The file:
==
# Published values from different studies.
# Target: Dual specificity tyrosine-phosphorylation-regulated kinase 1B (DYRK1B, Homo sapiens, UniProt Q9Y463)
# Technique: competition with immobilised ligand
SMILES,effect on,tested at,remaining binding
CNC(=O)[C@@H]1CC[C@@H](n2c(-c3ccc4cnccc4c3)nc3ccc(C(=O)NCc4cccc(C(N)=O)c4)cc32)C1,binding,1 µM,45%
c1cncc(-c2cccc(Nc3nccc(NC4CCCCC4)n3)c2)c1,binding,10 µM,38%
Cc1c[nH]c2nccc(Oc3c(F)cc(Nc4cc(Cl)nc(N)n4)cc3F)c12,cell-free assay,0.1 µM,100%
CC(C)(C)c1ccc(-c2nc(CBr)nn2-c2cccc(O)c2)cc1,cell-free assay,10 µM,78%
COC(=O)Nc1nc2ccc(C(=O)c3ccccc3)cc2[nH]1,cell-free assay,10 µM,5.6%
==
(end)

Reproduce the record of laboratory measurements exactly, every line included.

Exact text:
# Published values from different studies.
# Target: Dual specificity tyrosine-phosphorylation-regulated kinase 1B (DYRK1B, Homo sapiens, UniProt Q9Y463)
# Technique: competition with immobilised ligand
SMILES,effect on,tested at,remaining binding
CNC(=O)[C@@H]1CC[C@@H](n2c(-c3ccc4cnccc4c3)nc3ccc(C(=O)NCc4cccc(C(N)=O)c4)cc32)C1,binding,1 µM,45%
c1cncc(-c2cccc(Nc3nccc(NC4CCCCC4)n3)c2)c1,binding,10 µM,38%
Cc1c[nH]c2nccc(Oc3c(F)cc(Nc4cc(Cl)nc(N)n4)cc3F)c12,cell-free assay,0.1 µM,100%
CC(C)(C)c1ccc(-c2nc(CBr)nn2-c2cccc(O)c2)cc1,cell-free assay,10 µM,78%
COC(=O)Nc1nc2ccc(C(=O)c3ccccc3)cc2[nH]1,cell-free assay,10 µM,5.6%